Flynn Brewer knows he is gay, that’s the easy part. Coming out at school and to best friend Zach Mitchell is not. Flynn’s father’s biggest concern is what Zack’s very religious father will think. Having lost his mother and brother in a car accident years before, the Mitchell family, in particular Zach and his mother, have become a big part of Flynn’s life.
Seven years after the loss of his family members, and struggling with grief and guilt, Flynn convinces his workaholic, alcoholic father to join him at his mother’s grave and the aftermath leaves both Flynn and his father in tatters. Now Flynn and his father need to figure out how to move forward. A revelation leads to a change of heart and a change of attitude toward viewing the world.
Fellow art student, Keith Leppo, becomes Flynn’s first boyfriend. Keith is out, at home and at school, while Flynn remains almost completely in the closet. Although Flynn and Keith become boyfriends, an incident at school cements Flynn’s desire to keep his sexuality to himself, much to Keith’s frustration. Flynn is torn between Keith and Zach, the boyfriend and the childhood friend. Zach’s secrets are slowly revealed, but Flynn can’t come out to Zach, much to Keith’s dismay. When Zach is taken to a religious retreat, he returns a broken man. The change, and Flynn’s concern for Zach, as well as his relationship with Keith, become the impetus for change, for finally coming out to one of the most important people in his life. But a series of bad decisions send Flynn and Keith in separate directions yet again. But this time, Flynn realizes that he needs to reconsider his actions, that he has been unfair to Keith, and that something will need to change if they can get back together.
The night before Zach’s wedding, Flynn tries one last time to get to the bottom of the mystery that is the “new” Zach and the answer is better and worse than Flynn could have imagined, enough to finally admit the truth to Zach about himself, damn the consequences. Zach’s wedding is disrupted by an accident, and when Zach later encounters Keith, the truth about Flynn’s relationship and behavior regarding Zach is revealed.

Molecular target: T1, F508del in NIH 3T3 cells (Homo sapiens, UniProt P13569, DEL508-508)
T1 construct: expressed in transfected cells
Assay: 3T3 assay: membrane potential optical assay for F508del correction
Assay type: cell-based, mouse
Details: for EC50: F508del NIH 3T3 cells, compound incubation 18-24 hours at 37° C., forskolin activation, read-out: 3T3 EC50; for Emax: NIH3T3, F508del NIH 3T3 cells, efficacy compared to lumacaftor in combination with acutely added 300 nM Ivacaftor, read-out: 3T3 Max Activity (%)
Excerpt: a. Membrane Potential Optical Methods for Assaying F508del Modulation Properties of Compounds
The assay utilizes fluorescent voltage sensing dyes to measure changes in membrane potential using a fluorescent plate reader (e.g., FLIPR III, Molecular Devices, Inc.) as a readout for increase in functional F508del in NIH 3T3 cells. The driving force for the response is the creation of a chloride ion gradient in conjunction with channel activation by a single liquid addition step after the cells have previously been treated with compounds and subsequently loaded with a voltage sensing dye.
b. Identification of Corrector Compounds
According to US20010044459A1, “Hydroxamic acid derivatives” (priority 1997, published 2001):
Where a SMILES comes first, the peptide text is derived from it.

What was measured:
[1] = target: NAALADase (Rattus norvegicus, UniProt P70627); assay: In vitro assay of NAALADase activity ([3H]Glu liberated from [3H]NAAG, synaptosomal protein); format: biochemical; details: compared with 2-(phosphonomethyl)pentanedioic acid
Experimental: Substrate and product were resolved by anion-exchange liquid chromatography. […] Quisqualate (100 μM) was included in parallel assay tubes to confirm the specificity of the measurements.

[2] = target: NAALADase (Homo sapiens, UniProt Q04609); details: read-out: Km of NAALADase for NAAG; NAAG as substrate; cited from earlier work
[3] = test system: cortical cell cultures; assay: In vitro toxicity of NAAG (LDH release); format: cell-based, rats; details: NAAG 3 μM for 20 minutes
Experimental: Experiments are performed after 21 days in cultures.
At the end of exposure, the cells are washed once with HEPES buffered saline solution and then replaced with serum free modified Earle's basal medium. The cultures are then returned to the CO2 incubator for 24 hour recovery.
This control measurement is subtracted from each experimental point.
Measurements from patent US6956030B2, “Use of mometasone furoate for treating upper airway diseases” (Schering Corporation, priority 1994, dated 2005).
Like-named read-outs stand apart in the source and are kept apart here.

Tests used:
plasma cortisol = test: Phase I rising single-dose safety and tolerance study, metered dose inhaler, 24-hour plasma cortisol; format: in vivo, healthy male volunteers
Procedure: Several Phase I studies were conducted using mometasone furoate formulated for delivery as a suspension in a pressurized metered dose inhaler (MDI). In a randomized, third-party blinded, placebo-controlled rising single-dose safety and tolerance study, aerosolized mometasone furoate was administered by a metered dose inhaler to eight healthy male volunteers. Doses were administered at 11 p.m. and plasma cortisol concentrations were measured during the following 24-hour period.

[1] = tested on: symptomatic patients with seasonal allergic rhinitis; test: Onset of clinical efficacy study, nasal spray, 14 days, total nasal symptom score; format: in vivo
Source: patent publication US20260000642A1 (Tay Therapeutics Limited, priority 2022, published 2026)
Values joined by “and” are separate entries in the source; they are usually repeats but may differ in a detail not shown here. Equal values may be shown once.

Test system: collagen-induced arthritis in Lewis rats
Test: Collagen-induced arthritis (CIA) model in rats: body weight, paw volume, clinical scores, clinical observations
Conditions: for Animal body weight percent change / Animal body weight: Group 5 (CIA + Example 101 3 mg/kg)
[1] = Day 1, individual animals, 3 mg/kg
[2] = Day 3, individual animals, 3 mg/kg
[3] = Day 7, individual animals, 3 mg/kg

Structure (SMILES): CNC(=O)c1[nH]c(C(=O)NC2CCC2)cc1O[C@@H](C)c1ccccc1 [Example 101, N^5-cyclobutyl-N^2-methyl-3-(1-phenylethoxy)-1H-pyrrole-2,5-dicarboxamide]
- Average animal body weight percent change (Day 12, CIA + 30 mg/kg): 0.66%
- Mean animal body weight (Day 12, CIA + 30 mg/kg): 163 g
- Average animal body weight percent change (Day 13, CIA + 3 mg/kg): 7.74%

Kelly doesn’t pull punches, that’s for sure. Misplaced Affection is a complex look at coming out, God and religion, life, death, and moving forward with life. It feels like there is a lot of personal experience in regards the character’s interpretation of God and what it means to the families. One school of thought is obligation to God versus God flowing through a person and both of these ideas are addressed skillfully by Kelly. The opinions truly felt consistent with the characters dealing with the subject matter. It was great to see even the more extreme religious views discussed without censure.
I have been noticing annoying and flawed characters more often lately, and can say without a doubt that Flynn was one of the annoying ones. I am not saying this to be mean, as I am a big fan of a character that frustrates me when I cannot understand why they are behaving a certain way, and absolutely love it when the reason comes to light and shows how deep and complex the character ends up being. There are many layers of characters in Misplaced Affection and I can say without a doubt that they are all flawed, insecure, and unabashedly human.
Flynn’s dad, even with his change of attitude and behavior, felt like a constant presence throughout the book, yet again demonstrating the power of grief and poor choices, and making a conscious choice to be a better man and really running with it. Keith is such a great guy, so strong, stubborn, jealous, and yet so in love, with a fantastic family. Yet he is the character I felt the most empathy for. His relationship with Flynn was enough to drive anyone to distraction. I can’t keep going on about all of the supporting players (you will get that reference when you read the book) but suffice it to say that they all bring an important part to the table and contribute to the depth and reality that is Flynn, Zach, and Keith’s lives.
I could not imagine living in the Mitchell household, wishing that was not a reality for some kids, but knowing that it is, making Misplaced Affection one of the more complex, sad, disturbing, and yet universal stories that I have read in a good long while. You could change the names of the cities and find the same situations playing out behind closed doors.
Kelly broke the story into three parts, each narrated by one of the key characters, Flynn, Zach, and eventually Keith. The technique worked really well for me, as each character saw events in their own way, occasionally adding to a previous chapter but mostly adding their present day observations in order to advance the plot. Sadly, there were a few editing issues I noticed along the way, minor but significant enough to pull me out of the story for a brief moment each time. Fortunately, these editing blips were just that, minor, and in the big picture, did not lessen my enjoyment of the story.
No one can say that Kelly goes for the easy stuff, nope, not at all. Worth reading? Absolutely, without a doubt. But be warned, if discussions about differing religious beliefs are taboo for you, I would not recommend this book, although it would be sad to miss out on the lives of these engaging characters, especially since the topic of extremist religion is sadly such a big part of our lives at this time.